BIOSPHERE. LITHOSPHERE Source: After Christopherson, 2012, p. 13

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1 BIOSPHERE LITHOSPHERE Source: After Christopherson, 2012, p. 13

2 ECOSYSTEM ESSENTIALS 1. Introduction: the ecosystem concept 2. Green plants: the basis for life 3. Abiotic ecosystem components 4. Biotic ecosystem components 5. Ecosystem stability and succession

3 WHAT IS AN ECOSYSTEM?? An ecosystem is: (1) A self-sustaining association (2) of living plants and animals, (3) interacting with each other (4) and their non-living environment. (See Christopherson 2012 p. 556.)

4 The ecosystem concept: biotic and abiotic components. Source: Christopherson, 2012, p Nutrients Producers Consumers Decomposers

5 DECOMPOSERS Basic energy flows in biotic ecosystem components. CARNIVORES Trophic levels HERBIVORES PRIMARY PRODUCERS (autotrophs)

6 A simplified terrestrial food chain. Source: Christopherson, 2009, p. 623.

7 A food chain in action. Source: Christopherson, 2012, p. 571.

8 SUN Simplified energy flows in Great Salt Lake ecosystem. (After USGS.) BRINE FLIES PHYTOPLANKTON Blue green algae (Dunaliella viridis) BIRDS BRINE SHRIMP (Artemia franciscana)

9 Bird migration routes (Pacific flyway) Great Salt Lake drainage basin. (Source: Salt Lake Tribune.)

10 Black smoker at a hydrothermal vent, Juan de Fuca Ridge, Pacific Ocean. Source: Oregon State University.

11 Tubeworm colony, Juan de Fuca Ridge, Pacific Ocean. Source: Oregon State University.

12 Deep-sea crabs, Juan de Fuca Ridge, Pacific Ocean. Source: Oregon State University.

13 Microscope view of stomata in a cactus leaf. Source: Microscopy UK.

14 Function of stomata in plant leaves. Stomata open Stomata closed

15 Transpiration of water through stomata generates water pressure gradient across the tree. This draws more water up from the soil, through the plant roots and into the trunk and branches, bringing dissolved nutrients with it.

16 WHY ARE GREEN PLANTS GREEN?? Because they contain chlorophyll. Photosynthesis occurs in the presence of chlorophyll: 6 CO H 2 O + sunlight C 6 H 12 O O 2 glucose Used to make starches

17 RESPIRATION Animals respire, but plants both photosynthesize and respire. Respiration allows plants to burn sugars for energy: C 6 H 12 O O 2 glucose 6 CO H 2 O + energy NET photosynthesis = total sugars produced by photosynthesis total sugars burned by respiration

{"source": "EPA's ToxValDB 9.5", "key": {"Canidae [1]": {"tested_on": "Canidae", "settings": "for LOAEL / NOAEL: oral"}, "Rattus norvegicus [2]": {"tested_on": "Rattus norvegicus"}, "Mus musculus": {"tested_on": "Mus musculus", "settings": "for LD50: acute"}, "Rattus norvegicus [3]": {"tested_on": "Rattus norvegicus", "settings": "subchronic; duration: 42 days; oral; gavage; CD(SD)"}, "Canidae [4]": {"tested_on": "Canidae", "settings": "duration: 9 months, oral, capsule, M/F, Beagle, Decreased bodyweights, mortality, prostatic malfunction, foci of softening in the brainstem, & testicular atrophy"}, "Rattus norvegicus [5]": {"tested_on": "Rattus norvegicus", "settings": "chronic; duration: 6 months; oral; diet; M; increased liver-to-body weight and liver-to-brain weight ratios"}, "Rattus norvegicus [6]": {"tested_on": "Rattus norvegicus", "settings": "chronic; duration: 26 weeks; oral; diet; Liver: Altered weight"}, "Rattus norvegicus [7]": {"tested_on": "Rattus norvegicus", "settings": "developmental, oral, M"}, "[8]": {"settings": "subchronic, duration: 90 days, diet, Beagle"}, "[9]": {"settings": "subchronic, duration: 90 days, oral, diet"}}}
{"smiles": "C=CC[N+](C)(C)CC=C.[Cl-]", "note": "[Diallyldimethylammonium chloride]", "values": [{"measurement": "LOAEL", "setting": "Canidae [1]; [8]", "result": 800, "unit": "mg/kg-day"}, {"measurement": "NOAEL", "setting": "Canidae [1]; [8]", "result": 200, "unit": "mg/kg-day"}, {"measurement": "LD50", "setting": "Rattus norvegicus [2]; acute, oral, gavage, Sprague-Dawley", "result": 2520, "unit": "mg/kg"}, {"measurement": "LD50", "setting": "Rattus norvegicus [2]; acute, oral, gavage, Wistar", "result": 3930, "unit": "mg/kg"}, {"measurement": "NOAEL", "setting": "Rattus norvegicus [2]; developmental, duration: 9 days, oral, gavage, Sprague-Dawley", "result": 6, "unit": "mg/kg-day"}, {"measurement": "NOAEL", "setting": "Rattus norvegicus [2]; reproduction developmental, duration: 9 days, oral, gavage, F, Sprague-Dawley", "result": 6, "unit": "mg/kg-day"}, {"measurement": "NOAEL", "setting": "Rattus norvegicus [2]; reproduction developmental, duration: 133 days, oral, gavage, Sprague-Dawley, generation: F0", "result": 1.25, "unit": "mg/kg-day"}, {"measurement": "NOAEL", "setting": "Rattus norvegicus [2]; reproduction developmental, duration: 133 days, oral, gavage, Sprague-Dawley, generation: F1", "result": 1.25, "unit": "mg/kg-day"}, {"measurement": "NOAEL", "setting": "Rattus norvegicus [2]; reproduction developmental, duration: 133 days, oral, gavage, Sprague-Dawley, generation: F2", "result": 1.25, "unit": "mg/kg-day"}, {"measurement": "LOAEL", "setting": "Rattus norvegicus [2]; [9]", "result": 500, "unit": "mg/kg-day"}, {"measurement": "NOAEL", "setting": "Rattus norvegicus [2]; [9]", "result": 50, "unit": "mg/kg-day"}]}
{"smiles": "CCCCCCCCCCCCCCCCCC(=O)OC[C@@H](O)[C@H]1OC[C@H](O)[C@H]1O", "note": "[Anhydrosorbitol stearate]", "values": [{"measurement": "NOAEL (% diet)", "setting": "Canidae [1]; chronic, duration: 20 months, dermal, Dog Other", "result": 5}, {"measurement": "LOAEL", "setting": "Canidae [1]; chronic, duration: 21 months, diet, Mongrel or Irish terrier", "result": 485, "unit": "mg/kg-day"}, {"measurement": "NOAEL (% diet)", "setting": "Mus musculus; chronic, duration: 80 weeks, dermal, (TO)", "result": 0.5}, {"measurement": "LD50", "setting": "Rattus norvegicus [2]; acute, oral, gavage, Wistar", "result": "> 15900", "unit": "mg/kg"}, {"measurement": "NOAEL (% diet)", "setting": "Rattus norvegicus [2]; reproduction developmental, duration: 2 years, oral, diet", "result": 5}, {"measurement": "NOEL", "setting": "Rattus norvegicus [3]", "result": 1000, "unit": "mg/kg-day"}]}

18 Tree rings indicate net photosynthesis

19 Energy receipt, use, and disposition in the biosphere. Source: Christopherson, 2012, p. 561.

20 Estimated net primary productivity. Source: Christopherson, 2012, p Net primary productivity: grams of carbon/m 2 /yr

21 Net primary productivity calculated by CASA- VGPM model. Source: DeLucia Lab, University of Illinois. Net primary productivity: grams of carbon/m 2 /yr

22 Net primary productivity for various ecosystems. Source: Christopherson, 2012, p NPP gc/m 2 /yr Tropical rain forest Tropical seasonal forest Temperate evergreen forest Temperate deciduous forest Boreal forest Woodland and shrubland Savanna Temperate grassland Tundra and alpine region Desert and semidesert scrub Extreme desert, rock, sand, ice Cultivated land Swamp and marsh Lake and stream Open ocean Upwelling zones Continental shelf Algal beds and reefs Estuaries

23 WHAT DO YOU NEED FOR A PLANT TO GROW?? 1. Light 2. Heat 3. Water 4. Nutrients

24 Cold Relationship between climate and ecosystems. Source: Christopherson, 2012, p Wet Hot Dry

25 Altitudinal and latitudinal zonation. Source: Christopherson, 2012, p. 565.

26 Köppen climate classification system. Source: Christopherson, 2012, p. 258.

27 Nitrogen delivery to the Gulf of Mexico. Source: Christopherson, 2012, p. 568.

28 Nitrogen delivery to the Gulf of Mexico. Source: Christopherson, 2012, p. 568.

29 Summer dead zone in the Gulf of Mexico. Source: Christopherson, 2012, p. 568.

30 Limiting factors in tree species. Source: Christopherson, 2012, p. 569.

31 Limiting factors in bird species. Source: Christopherson, 2012, p. 569.

32 FOOD CHAIN concept and the 10% rule. 10% energy CARNIVORES 10% energy HERBIVORES PRIMARY PRODUCERS (autotrophs)

33 Ferocious predator (Gatsby)

34 Why big, fierce animals are rare: the 10% rule in action. Source: Christopherson, 2009, p. 626.

35 Why we should all be vegetarians. Source: Christopherson, 2012, p. 573.

36 Grazing animals. Source: National Wildlife Federation.

37 Bioaccumulation (biological amplification). Source: Christopherson, 2009, p. 628.

38 Antarctic marine food web. Source: Christopherson, 2012, p. 572.

39 Secondary succession from bare soil to hardwood forest. Source: California Integrated Waste Management Board. 1-2 years 3-20 years years 150+ years Climatic climax community

40 Primary succession, Hawaii. Source: Christopherson, 2009, p. 635.

41 Secondary succession, Mt. St. Helen s. Source: Christopherson, 2012, p. 580.

42 Secondary succession, Mt. St. Helen s. Source: Christopherson, 2012, p. 580.

43 Secondary succession, Mt. St. Helen s. Source: Christopherson, 2012, p. 580.